My dear friend hosted a Secret Santa gathering on Sunday, and I marveled at the genius of such a party: parents wrapped a gift for their kid(s) and managed to sneak it into the garbage bag, hiding in the bushes, when they arrived. Families then proceeded to enjoy milk & cookies (or wine & beer) while awaiting the (surprise) arrival of a darling, classic old Santa to give each child his or her present (from the said garbage bag). It was brilliant.
Santa arrived right on time, in full regalia: a big white beard, a soft red coat with white cuffs, wire-rimmed spectacles, and shiny black boots. What he lacked in hearty Ho Ho Ho’s, he made up for in jingle bells and pictures of the North Pole on his ipad, which he entertained the kids with upon arrival (talk about a modern Santa!). Each child waited patiently for Santa to call their name, get their gift, and take a picture on Santa’s lap.
Though Josh and I attended, with both kids in tow, we watched the merriment from behind the parents of older kids. We skipped the gifts for Dylan & Oscar this year, since they still have no concept of Christmas, but we did opt in for the family photo with Santa. That’s right: our very first awkward family photo.
Actually, it’s more heartbreaking than awkward, since it’s Dylan’s fear of Santa that makes the photo so, well, funny. And at the same time, it feels like there’s something timeless about the pose. I mean, how many pics have I already seen – this week alone – of friends’ kids freaking out on Santa’s lap? Which got me thinking…how does this looming, imposing embodiment of the Christmas Spirit go from being a sight of terror to a beloved icon? It must be social conditioning, right? We must, collectively, teach our children that the man in the big red suit brings joy, not fear.
But in truth, there is something kind of creepy about the live version of him…he reminded me of being in A Christmas Carol when I was about ten years old. I was only a kid in the Chorus – I didn’t even have a speaking role – but I loved the pageantry of the winter play and the feeling of being a part of something. I also loved the secrecy of backstage: I loved the whispering and the tip-toeing, the darkness and the preciseness of it all.
But I feared the Ghost of Christmas Past (who dressed like an old man) & the Ghost of Christmas Present (who dressed sort of like Santa Clause, only in a blue robe with a wreath on his head), and the Ghost of Christmas Future most of all (after all, he wore the garb of the grim reaper and towered above me on stilts). I knew this was a play; I was old enough to separate reality from playacting, but those Ghost characters scared me beyond the stage. There was something disturbing about their grandeur. Perhaps it was because they, like Santa, were supposed to contain a magical quality, and I grew suspect of their other-worldliness. Or maybe it was because they so expertly embodied a Ghost on stage (in the humble opinion of a 4th grader…), and, as they attempted to unravel their role once the play was over, I didn’t buy it. Either you were going to be magical and ghostly, or you weren’t. You can’t be both. I couldn’t separate the actor from their character, and I remember not knowing how to talk to the men who played the “Ghosts” at cast parties or in dress rehearsals.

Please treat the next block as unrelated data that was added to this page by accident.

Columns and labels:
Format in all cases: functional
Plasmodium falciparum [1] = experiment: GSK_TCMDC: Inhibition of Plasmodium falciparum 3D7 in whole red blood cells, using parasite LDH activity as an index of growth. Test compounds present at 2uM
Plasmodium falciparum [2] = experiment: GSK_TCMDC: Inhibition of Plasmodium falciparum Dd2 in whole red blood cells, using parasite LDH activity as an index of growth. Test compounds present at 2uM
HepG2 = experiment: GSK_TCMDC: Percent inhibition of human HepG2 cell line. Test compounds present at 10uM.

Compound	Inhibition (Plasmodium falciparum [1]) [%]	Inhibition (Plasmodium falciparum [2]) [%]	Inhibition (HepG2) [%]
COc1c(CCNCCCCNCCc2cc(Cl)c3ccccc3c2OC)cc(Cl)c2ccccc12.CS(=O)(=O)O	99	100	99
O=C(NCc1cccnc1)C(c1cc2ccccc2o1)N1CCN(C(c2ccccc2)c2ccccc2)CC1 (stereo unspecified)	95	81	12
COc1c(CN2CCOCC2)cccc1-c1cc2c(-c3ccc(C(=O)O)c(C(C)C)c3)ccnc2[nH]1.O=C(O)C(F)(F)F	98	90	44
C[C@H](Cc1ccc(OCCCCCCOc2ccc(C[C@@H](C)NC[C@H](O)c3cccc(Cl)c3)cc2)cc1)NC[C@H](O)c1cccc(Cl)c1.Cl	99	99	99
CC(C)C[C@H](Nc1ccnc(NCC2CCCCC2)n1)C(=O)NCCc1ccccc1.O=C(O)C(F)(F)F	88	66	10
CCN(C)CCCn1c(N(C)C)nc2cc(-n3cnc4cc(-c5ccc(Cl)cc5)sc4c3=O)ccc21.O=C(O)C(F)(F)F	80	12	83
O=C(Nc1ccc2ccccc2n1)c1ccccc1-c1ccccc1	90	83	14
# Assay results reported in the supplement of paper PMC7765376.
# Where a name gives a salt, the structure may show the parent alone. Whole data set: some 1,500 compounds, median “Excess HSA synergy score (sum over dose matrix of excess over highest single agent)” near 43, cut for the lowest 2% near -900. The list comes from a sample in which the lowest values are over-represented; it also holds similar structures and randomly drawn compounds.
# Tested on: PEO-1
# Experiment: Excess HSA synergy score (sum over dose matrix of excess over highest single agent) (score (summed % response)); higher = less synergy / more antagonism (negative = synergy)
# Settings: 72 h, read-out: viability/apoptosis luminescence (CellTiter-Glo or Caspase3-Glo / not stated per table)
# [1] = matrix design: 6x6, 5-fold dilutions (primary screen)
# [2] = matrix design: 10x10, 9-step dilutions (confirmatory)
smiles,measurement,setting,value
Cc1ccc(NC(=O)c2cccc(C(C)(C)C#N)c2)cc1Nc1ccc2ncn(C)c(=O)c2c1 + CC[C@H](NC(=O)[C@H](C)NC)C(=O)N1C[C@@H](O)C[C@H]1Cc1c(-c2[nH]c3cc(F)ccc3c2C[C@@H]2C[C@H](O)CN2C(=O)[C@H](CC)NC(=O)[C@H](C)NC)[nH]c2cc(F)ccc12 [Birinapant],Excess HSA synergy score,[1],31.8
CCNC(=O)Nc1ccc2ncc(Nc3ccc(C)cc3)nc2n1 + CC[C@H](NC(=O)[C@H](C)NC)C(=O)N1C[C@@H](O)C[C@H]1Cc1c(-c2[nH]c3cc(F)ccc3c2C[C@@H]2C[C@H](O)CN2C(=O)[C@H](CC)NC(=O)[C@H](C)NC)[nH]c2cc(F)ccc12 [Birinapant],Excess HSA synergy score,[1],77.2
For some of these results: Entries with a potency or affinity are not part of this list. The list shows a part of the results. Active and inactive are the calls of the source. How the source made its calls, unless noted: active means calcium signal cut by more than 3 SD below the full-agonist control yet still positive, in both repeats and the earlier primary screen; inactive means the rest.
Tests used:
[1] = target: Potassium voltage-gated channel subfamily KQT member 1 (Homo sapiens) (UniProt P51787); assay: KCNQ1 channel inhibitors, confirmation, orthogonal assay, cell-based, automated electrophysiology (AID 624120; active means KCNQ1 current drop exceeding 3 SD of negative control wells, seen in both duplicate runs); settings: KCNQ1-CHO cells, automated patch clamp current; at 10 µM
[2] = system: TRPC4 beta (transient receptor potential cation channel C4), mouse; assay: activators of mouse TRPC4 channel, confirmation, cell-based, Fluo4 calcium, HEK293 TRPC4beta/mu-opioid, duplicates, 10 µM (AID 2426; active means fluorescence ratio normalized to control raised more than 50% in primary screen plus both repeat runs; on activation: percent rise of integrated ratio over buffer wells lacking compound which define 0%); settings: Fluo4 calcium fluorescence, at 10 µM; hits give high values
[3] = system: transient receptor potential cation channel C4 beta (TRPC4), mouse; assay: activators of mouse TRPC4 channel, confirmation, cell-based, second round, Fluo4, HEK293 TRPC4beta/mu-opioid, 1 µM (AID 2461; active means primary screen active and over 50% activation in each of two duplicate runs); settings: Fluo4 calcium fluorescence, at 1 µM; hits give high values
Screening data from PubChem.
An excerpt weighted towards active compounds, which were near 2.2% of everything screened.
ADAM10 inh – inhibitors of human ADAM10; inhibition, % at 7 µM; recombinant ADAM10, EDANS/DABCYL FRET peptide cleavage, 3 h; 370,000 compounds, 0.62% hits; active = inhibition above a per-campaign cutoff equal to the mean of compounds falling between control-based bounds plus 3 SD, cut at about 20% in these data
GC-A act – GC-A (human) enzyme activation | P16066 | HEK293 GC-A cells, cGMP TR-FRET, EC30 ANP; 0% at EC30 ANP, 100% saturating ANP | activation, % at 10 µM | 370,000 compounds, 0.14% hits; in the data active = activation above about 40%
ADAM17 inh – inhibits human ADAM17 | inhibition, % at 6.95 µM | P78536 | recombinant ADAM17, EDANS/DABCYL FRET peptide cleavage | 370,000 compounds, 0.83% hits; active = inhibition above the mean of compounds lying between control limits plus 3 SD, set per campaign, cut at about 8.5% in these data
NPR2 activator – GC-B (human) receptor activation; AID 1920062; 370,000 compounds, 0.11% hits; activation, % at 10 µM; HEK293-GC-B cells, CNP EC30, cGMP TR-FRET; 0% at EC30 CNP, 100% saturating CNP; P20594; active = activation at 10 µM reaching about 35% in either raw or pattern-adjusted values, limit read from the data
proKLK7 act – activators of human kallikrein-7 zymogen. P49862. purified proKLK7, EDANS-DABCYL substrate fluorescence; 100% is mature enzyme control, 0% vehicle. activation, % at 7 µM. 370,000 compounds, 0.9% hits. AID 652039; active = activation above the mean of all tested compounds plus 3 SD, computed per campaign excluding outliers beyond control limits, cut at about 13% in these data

I had a similar experience on Sunday. I smiled and nodded at Santa, but I didn’t know how to talk to him (or if I should). It didn’t help that I knew his real name was “Randy” and that my friend had hired him through a Google Search. I knew those black boots he was sporting did double duty during the summer months when “Santa Randy” worked construction, but still, I was wary of him. In hindsight, it’s no wonder Dylan was scared – we didn’t approach this Santa like anyone else we’ve ever introduced him to. We didn’t give Santa a hug or shake his hand or have a little conversation with him first. We actually treated Santa more like a mechanical prop in a department store window – tip-toeing around him, squatting down to pose near him, and then inching away quietly. As parents, we certainly weren’t encouraging a sense of security, which was another reality check in the “power of parenting” category. Oh yeah, we’re influential in shaping our children’s worldviews, and they will pick up on our fears, like a dog on the hunt. Therefore, despite my own childhood fears that (obviously) continue to linger, I’ve realized I have to get better at hiding them. Then, maybe, one of these years, we’ll get a picture of Santa with two smiling kids.